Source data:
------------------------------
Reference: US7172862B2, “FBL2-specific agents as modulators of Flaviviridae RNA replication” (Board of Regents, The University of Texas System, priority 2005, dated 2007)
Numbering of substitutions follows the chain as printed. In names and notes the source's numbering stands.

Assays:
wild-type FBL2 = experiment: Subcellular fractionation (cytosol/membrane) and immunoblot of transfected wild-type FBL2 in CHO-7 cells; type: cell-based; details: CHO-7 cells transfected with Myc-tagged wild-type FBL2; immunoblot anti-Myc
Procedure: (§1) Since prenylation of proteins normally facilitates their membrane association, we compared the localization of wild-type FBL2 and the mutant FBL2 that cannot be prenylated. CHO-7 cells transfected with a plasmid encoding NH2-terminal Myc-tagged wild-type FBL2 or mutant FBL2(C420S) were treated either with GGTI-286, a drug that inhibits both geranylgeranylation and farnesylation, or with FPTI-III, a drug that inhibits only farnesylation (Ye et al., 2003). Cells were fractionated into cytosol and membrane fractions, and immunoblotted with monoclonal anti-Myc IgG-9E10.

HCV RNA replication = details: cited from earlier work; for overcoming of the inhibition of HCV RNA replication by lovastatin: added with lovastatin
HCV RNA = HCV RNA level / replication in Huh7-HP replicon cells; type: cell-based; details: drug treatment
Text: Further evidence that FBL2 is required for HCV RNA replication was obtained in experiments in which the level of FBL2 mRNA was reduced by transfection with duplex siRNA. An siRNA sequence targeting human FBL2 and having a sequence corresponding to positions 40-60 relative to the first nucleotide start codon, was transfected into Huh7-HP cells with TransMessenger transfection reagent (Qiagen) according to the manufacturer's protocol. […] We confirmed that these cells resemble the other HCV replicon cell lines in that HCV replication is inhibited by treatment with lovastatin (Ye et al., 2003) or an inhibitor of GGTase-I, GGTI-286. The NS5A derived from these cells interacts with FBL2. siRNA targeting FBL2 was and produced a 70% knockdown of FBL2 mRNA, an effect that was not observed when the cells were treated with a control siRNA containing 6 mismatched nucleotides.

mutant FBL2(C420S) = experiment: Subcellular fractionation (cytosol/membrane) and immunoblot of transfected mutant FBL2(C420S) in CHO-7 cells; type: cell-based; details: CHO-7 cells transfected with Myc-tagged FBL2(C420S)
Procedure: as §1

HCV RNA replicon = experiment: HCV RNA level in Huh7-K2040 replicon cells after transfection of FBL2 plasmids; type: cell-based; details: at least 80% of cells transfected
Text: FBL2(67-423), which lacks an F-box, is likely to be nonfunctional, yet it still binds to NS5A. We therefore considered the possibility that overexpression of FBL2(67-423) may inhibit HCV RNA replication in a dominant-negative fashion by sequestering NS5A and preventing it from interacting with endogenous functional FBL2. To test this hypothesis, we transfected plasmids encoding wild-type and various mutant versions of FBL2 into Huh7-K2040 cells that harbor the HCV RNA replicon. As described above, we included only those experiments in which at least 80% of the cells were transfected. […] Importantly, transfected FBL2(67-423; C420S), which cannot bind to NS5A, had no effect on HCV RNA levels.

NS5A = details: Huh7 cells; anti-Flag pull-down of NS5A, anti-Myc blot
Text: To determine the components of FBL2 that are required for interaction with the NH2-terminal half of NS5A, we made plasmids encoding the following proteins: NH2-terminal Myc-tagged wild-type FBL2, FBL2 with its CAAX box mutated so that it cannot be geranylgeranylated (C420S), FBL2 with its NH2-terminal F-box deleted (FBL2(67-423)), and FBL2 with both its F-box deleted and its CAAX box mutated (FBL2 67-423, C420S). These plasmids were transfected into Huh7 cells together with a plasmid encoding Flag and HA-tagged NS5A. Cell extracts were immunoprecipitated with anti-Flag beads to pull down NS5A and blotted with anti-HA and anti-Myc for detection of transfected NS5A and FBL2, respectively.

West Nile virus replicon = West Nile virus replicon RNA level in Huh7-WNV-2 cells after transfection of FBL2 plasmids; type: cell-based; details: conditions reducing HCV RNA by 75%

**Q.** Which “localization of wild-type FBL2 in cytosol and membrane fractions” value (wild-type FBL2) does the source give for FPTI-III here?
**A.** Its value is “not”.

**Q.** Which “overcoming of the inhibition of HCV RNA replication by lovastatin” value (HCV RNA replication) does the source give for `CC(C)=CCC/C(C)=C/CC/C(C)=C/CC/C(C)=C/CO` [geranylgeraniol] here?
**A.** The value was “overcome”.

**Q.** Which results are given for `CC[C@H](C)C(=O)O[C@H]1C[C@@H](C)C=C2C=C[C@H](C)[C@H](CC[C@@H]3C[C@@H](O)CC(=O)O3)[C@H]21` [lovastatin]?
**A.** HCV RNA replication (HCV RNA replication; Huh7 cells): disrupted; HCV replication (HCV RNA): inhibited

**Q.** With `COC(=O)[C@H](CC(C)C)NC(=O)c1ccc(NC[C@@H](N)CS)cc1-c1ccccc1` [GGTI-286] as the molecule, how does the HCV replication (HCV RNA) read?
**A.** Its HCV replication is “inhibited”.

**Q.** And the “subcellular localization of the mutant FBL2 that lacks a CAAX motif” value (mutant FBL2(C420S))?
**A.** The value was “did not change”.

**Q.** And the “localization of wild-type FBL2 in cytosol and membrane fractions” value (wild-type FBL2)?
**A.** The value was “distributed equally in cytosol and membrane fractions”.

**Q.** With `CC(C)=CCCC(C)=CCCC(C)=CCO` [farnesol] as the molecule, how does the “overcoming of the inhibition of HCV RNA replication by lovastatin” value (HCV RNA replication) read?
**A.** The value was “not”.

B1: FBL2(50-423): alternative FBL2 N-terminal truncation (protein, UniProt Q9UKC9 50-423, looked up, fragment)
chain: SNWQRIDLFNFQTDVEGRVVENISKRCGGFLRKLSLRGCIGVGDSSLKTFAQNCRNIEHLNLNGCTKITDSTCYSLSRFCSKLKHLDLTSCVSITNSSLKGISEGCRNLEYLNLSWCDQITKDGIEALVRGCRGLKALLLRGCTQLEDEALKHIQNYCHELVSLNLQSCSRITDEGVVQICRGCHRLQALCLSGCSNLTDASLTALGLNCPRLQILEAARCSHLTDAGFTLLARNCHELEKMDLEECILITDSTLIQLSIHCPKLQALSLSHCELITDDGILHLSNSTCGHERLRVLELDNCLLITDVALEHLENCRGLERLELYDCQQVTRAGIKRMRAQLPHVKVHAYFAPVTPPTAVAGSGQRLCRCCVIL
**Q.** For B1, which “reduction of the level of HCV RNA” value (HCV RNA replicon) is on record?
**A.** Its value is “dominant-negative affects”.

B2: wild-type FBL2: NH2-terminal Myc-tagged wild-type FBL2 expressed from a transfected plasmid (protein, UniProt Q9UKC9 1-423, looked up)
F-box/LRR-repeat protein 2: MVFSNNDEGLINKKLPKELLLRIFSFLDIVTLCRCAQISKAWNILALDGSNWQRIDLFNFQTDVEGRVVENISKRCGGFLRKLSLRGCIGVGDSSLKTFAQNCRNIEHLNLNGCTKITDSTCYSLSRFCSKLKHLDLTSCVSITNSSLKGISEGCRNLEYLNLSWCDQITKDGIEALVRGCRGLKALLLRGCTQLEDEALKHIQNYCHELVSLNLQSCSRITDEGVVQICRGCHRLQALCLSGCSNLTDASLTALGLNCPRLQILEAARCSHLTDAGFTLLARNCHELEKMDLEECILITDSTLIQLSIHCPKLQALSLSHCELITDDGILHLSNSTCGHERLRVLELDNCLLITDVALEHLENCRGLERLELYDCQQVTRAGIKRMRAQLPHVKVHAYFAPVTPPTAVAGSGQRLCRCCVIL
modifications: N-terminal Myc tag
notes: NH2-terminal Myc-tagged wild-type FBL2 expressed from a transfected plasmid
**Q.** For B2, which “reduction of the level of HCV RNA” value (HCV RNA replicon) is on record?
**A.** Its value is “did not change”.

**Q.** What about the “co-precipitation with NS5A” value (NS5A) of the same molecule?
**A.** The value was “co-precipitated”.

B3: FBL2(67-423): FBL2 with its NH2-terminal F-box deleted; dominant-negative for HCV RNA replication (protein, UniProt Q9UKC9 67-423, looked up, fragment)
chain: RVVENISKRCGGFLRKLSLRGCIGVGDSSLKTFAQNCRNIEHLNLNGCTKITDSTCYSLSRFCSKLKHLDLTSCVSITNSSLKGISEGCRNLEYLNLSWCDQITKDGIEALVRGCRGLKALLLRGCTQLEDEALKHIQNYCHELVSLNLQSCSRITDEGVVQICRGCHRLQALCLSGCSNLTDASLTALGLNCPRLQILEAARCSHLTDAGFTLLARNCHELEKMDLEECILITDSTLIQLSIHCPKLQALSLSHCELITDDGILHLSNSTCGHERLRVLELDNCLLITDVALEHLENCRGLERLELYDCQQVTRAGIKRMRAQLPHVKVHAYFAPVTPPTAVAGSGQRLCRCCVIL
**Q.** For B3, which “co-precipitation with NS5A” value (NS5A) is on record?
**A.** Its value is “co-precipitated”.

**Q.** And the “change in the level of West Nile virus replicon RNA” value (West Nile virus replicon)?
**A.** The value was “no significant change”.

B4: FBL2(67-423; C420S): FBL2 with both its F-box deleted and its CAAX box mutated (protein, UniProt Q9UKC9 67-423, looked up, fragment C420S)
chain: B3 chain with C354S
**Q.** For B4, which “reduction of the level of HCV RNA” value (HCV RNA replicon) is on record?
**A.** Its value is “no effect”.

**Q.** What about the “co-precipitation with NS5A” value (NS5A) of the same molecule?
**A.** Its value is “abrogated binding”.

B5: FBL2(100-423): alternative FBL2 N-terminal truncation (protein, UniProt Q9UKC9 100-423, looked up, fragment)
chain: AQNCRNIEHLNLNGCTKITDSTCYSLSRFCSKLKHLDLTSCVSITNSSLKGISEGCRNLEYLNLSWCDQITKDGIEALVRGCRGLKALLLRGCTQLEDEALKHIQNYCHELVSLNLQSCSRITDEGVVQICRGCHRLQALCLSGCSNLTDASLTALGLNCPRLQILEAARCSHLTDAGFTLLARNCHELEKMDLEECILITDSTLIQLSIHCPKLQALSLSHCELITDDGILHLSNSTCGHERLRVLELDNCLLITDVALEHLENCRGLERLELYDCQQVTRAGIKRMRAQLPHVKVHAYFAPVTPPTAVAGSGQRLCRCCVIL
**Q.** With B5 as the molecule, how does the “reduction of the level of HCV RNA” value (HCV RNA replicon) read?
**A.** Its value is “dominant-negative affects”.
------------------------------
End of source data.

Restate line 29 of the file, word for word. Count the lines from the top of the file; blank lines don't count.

**A.** The value was “not”.